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‘Little Boat’ by Ajay Mathur – Review
Two years after receiving a Grammy nomination for ‘Best Rock Song,’ Ajay Mathur is back with his recently released album Little Boat. With Little Boat, the Indian born, American rock influenced Swiss resident takes his world music influences and weaves in his life experiences of facing adversity and emerging stronger and wiser.
So what do you get when you combine pop, rock, American Roots and traditional Indian instruments? Well, let’s take a ride on Mathur’s Little Boat and find out. The album opens with “Here’s The Love,” a vocally centric tune where the message is clearly laid out in the lyrics. I once interviewed a band leader, who in talking about his lead singer, mentioned how clearly you could understand each word he sang. Mathur is one of those singers. His lyrics have meaning and he is intent on having you hear them. The tune is roots based with a huge pop chorus.
“Forget About Yesterday” breaks open with a “Willie And The Hand Jive” type beat. It has a very fun mix of instruments, with great percussion and pulls in both Eastern and Western influences. Wildly upbeat in both message and tempo.
“Start Living Again” brings down the beat as well as the message. A broken heart is the message this time and Mathur hits the subject straight on. Again, a huge chorus comes into play, but this time there’s a little too much production. The easy feeling that began “Start Living Again” gets lost in the heavy blend of instruments and background vocals.
“Little Boat” like many of the songs on the album is a song of resilience. Complete with crashing waves, “Little Boat” fully takes the allegory of withstanding the storms of life to the max. The music is both mournful and hopeful, the lyrics are too. Its strength is the balance between the two.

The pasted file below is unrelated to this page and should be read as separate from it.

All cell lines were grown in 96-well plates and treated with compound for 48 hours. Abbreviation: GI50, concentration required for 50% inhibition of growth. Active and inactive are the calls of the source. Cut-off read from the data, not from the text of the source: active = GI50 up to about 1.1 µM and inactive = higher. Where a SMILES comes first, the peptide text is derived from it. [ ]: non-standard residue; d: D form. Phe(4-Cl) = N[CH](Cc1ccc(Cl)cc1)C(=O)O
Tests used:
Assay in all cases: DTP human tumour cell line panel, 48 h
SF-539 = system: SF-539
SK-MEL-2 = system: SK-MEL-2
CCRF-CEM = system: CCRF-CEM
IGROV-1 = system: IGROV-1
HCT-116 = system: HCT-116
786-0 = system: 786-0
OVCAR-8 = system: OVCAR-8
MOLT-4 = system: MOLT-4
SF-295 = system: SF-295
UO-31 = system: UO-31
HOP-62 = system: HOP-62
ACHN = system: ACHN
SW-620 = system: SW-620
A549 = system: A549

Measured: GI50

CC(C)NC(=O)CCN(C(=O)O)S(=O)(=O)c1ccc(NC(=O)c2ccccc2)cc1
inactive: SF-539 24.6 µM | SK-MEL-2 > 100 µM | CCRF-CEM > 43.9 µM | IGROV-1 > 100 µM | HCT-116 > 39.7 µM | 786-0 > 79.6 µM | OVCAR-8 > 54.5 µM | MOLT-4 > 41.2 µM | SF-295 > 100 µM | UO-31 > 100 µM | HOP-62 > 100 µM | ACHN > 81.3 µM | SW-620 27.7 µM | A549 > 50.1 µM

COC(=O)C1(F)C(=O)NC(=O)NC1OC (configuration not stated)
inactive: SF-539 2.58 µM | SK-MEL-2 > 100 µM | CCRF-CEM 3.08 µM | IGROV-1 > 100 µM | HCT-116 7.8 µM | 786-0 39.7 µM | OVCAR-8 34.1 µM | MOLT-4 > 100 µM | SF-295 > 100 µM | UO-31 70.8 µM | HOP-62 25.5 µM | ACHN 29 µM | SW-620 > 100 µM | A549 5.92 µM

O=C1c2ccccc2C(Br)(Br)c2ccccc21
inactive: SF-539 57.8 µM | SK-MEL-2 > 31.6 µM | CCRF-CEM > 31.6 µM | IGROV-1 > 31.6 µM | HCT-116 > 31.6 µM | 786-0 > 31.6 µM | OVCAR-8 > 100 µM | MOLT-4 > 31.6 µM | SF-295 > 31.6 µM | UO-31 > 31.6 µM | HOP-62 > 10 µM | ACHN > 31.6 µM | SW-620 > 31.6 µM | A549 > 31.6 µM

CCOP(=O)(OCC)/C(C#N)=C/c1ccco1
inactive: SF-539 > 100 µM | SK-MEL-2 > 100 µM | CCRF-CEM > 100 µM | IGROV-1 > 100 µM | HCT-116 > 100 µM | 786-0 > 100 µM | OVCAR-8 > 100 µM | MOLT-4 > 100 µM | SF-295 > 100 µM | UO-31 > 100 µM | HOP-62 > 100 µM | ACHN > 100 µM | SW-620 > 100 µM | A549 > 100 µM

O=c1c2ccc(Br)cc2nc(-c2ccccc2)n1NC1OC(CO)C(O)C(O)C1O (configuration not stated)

The acoustic guitar opening of “My Wallet Is A House Of Cards” quickly gives way to fast and loud electric riffs. It’s frenzied and sets up Mathur’s grittiest vocal on the album. The song rocks hard and shows yet another side of Mathur’s music.
Mathur spins us around again with “Who’s Sorry Now.” Middle Eastern influences are front and center but the meld of east and west is a little uneven. The two influences at times are compatible, but at others they seem to fight for recognition.
“Time For Deliverance” is a beautifully crafted tune. This time Mathur pulls in some R&B and jazz influences, weaving a soulful sax with backing vocals. Both play off his clear and straightforward vocals. The song fulfills the theme of Little Boat, “It’s time for my deliverance, I ain’t giving up on love.” Very nicely done.
Little Boat has a little something for everyone. It also may have not enough for everyone. There are a few standout songs and a few mediocre ones. There’s no questioning Mathur’s musicianship or songwriting. A little heavy on the production at times, places where stripped down might be better, but overall Little Boat is a nice ride.
Review by Kath Galasso @KatsTheory
Ajay Mathur website
Ajay Mathur facebook
Little Boat on Spotify
- Here’s the Love
- Forget About Yesterday
- Start Living Again
- Grooving in Paris (All My Choices)
- Little Boat
- There We Are (Do It Right or Not at All)
- My Wallet Is a House of Cards
- Ordinary Memory
- While I’m Still Standing Here
- All Your Thoughts
- Who’s Sorry Now
- Time for Deliverance
- Kartehuus (My Wallet Is a House of Cards)
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